Photograph of the experimental setup using an Instron Dynatup 8250 drop weight impact tester. ( E A Beseris , S E Naleway , D R Carrier )
The Evolutionary Reason Why a Beard Can be a Secret Shield
Measuring the force traveling through each of the jaws as they were pummeled by the dropping weights, a detection machine measured precisely how much force went through, and was absorbed by, each jaw bone. It was discovered that the jaw samples with full and partial facial hair patterns were capable of absorbing more energy than "plucked and sheared samples.” The total energy absorbed by the jaw with full facial hair was a massive “37 per cent greater in the furred compared to the plucked samples.”
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Explaining the evolutionary reason why this happens, the researchers say impacts (punches) are “spread out by the bushy facial hair.” The results indicate beards significantly reduce the force of impact from blunt objects and hair “absorbs energy, thereby reducing the incidence of failure.” This means having a full beard can greatly help protect the jaw from damaging, life threatening blows, bringing me back to my original question with regards to Connor MacGregor, Ireland’s hairy destroyer.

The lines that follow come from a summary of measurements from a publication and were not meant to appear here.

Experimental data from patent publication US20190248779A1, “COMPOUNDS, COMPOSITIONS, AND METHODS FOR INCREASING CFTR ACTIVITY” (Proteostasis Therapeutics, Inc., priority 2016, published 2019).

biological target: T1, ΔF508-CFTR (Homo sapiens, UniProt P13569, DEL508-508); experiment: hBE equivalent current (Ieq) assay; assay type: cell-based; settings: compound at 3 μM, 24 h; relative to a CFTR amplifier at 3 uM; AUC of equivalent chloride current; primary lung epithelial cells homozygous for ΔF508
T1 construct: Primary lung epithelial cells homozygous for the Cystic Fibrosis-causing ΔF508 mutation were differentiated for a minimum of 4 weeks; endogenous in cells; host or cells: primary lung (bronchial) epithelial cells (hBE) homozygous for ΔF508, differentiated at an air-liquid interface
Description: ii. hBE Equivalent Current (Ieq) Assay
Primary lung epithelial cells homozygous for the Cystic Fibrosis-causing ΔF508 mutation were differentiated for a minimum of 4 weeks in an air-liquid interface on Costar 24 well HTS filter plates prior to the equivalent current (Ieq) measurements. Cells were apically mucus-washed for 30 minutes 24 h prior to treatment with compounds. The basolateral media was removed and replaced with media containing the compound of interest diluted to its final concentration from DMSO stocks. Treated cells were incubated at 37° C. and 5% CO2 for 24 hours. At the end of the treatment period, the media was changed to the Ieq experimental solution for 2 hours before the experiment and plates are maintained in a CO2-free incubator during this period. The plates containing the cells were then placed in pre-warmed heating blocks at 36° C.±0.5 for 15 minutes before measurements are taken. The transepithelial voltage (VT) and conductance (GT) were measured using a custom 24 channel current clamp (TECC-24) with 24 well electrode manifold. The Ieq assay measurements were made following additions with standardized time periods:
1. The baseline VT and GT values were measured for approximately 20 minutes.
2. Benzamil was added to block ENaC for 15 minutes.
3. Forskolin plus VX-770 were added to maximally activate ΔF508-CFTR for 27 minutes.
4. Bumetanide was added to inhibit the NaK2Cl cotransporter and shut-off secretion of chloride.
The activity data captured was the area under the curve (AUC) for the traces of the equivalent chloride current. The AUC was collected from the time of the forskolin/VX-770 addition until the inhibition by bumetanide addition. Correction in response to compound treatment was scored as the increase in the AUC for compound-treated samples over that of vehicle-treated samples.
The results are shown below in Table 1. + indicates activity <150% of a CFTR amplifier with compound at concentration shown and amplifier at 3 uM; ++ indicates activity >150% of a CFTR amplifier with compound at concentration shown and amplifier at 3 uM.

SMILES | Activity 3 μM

Knowing what we now know about the force absorption properties of the beard, perhaps it would be fairer if all pro-fighters shaved before scrapping to level the playing field. We would undoubtedly see a number of “ Samsons” who lose all their power when losing their hair .
Top Image: Scientists have found the evolutionary reason for beards. Source: be free / Adobe Stock
By Ashley Cowie